Roberto Bedoya introduced this metaphor at Opera Conference 2015: “Start with the notion of knowing when you are the guest and when you are the host. So, when you proceed with relationships with partners — the church, the school — you may start off as the guest. Then before you know it, you might be the host … When you are a good guest, at a certain point the host will say, ‘Oh go open the door, you know where it is.’”
Rebecca Hass, director of community engagement with Pacific Opera Victoria, said: “I am Métis from Canada; I have indigenous blood on my dad’s side. An elder gave me a wise piece of advice. When people ask, ‘How do you be a good visitor in someone else’s territory?’ He said, ‘You never walk in front and you don’t walk behind, you walk beside.’”
What makes a good guest? Mark Valdez responded: “Listen. Don’t come in with answers … Eat what’s served to you, even if you don’t like it. I think that’s a really big one — understanding aesthetics or different practices that are just not our own.” Michael Rohd added: “Start with learning their needs and figure out how we can serve those needs. And artistic output may come out of it, it may not.”
VI. Build Cultural Competence
Addressing public needs means building trust with organizations that are likely new to opera, or with civic leaders that the opera company has not come into contact with before. The poet Logan Phillips explains that companies can’t “just parachute in and parachute out when it’s sexy or cool. Cultural competence comes from listening, but also representation. If you have a staff member who has practiced cultural competence, or is bilingual, or has experience with a particular group that you’re hoping to work with, it really helps if that’s the person who’s going there, who understands how to build that relationship.”
Demonstrating cultural competence is particularly important with partnerships and projects with underrepresented or marginalized people. In the meeting, opera leaders shared their experiences in working with the Truth and Reconciliation efforts in Canada, refugee populations, and people of color in the U.S. Roberto Bedoya noted: “Anybody that’s ever been marginalized in life knows it — whether a woman, queer, person of color, person with a disability — when you feel like your humanity is going to be capitalized on. It speaks to a sort of leadership sensitivity that you need in this work, to not avoid a hole in which you end up being disrespectful.” For example, referring to predominantly European art forms as “anchor institutions,” “traditional” or “mainstream” creates an artificial hierarchy among different types of cultural institutions.
This points to certain “ethics of engagement” and avoiding practices that perpetuate inequities. So many conversations around community engagement talk about “going into the community,” when in fact this means the very neighborhood the opera company operates in. “We are othering the neighborhood in which we live and work,” said Brandon Gryde, OPERA America’s director of government affairs. A company needs to build its reputation as a trustworthy and generous partner and take on a new type of leadership role that supports the work of others.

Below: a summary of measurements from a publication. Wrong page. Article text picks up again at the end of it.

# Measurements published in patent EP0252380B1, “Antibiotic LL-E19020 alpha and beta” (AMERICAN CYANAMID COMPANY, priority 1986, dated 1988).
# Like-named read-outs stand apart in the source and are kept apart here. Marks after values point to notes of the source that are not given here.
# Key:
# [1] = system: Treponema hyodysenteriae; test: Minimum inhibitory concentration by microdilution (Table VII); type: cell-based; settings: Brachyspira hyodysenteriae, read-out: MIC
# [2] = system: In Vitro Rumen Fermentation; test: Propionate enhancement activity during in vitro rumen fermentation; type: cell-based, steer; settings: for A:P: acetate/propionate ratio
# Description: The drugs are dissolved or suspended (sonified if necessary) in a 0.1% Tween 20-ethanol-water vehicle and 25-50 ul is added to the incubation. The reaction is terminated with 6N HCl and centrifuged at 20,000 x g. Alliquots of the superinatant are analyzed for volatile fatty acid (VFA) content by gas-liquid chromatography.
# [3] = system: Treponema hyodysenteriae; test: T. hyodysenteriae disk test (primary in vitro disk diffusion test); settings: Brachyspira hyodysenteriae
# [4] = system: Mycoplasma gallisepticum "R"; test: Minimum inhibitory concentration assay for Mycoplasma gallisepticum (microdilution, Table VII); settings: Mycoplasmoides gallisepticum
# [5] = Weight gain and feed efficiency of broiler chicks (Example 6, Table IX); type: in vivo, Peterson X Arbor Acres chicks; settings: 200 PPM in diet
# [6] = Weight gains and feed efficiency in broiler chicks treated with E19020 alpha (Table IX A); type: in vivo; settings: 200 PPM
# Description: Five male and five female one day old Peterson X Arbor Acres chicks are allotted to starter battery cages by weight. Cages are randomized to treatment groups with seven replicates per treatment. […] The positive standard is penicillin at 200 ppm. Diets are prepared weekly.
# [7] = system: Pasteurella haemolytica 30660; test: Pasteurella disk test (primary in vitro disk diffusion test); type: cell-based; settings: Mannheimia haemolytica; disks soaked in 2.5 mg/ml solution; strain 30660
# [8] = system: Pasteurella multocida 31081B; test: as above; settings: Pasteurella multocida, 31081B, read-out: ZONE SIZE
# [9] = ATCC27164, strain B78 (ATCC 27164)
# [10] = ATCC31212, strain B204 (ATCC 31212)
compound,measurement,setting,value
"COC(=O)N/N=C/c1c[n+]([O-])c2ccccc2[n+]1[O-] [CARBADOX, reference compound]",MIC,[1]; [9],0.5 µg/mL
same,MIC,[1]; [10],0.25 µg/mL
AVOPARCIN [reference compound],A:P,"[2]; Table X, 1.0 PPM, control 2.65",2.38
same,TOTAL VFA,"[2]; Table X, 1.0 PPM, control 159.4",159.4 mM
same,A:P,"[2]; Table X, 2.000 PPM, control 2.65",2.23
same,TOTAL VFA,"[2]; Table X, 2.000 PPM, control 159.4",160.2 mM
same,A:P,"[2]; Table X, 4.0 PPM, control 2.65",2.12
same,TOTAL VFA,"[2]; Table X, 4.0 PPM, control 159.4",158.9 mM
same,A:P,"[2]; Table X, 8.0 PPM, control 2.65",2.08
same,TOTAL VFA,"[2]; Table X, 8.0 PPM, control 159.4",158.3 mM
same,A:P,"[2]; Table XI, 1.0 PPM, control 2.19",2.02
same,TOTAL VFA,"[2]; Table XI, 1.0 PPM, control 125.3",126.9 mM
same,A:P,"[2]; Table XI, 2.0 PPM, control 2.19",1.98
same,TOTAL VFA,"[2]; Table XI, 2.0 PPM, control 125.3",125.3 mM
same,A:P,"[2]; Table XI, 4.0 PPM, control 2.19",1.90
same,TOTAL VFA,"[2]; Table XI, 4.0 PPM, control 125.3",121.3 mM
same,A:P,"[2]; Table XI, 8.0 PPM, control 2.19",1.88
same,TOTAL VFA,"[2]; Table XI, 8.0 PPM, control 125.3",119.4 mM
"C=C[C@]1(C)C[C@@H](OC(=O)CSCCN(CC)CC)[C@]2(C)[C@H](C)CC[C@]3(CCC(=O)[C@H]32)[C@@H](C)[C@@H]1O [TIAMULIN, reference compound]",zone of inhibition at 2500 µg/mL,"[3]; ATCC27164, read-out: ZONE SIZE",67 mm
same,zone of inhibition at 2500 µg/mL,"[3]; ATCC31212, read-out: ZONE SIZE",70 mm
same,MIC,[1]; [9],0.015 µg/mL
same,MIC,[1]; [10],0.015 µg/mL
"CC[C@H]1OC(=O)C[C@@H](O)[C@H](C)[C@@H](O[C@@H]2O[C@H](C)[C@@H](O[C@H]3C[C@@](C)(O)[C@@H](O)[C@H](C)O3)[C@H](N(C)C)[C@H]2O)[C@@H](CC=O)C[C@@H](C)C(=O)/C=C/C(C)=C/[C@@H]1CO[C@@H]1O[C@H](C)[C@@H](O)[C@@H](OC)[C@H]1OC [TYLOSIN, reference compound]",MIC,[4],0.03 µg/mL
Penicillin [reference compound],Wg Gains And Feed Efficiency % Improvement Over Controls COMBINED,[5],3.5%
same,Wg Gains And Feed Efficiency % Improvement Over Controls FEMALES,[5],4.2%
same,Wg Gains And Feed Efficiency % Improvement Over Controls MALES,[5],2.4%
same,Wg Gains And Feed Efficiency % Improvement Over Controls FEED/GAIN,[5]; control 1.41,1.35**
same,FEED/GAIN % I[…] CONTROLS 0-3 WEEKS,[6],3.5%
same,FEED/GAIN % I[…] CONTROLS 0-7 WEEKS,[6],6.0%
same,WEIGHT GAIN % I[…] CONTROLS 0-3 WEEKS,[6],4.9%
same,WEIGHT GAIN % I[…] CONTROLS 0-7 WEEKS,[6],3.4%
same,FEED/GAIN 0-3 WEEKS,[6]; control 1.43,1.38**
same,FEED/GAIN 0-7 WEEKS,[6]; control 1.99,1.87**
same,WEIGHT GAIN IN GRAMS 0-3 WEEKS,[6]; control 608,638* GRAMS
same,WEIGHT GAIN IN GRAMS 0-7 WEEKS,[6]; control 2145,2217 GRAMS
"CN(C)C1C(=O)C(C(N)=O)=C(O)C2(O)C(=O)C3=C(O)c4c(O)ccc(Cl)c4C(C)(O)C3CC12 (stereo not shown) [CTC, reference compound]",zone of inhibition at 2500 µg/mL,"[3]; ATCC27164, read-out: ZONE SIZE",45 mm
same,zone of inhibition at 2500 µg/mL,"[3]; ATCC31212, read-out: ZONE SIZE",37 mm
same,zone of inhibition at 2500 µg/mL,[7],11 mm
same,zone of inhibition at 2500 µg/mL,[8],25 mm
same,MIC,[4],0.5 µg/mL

VII. Facilitate Process, Not Products
“In engagement work, it’s not a noun, it’s a verb.” — Roberto Bedoya
Civic practice asks opera companies to make their resources available to others and puts opera leaders in a role that nurtures, coordinates or amplifies stories and issues that are of importance to a given community. Roberto Bedoya said: “Engagement is really the dialogue and collaboration that goes into the development of the product. The product might be the dialogue itself, not something staged.”
At the end, a stronger relationship in and of itself might be the outcome. Musicians are familiar with the idea of practice, and it is much the same with civic practice. “When you go into a practice room, you are not trying to be perfect,” said Rebecca Hass of Pacific Opera Victoria. “When you are trying to engage in a craft, it takes a lot of time. The whole attitude of practice gets us away from focusing on product.”
In opera, we are used to focusing on the product, whether it is a production or a community engagement program. A typical project might start with an idea developed by an administrator, perhaps with sign-off from the board. The company comes up with a plan, secures a grant and markets the program. This reflects a way of working that is customary in opera — the control and ownership that makes it possible for a stage director to get a cast of 80 singers ready for opening night in just three weeks. “There is a level of control involved in being the host,” said Carleen Graham of Houston Grand Opera. Cayenne Harris of Lyric Opera of Chicago responded, “We own [the project] in a way that gives us a kind of death grip on it that might not be healthy for the collaborative relationship or really listening and understanding that we are a guest in a space.”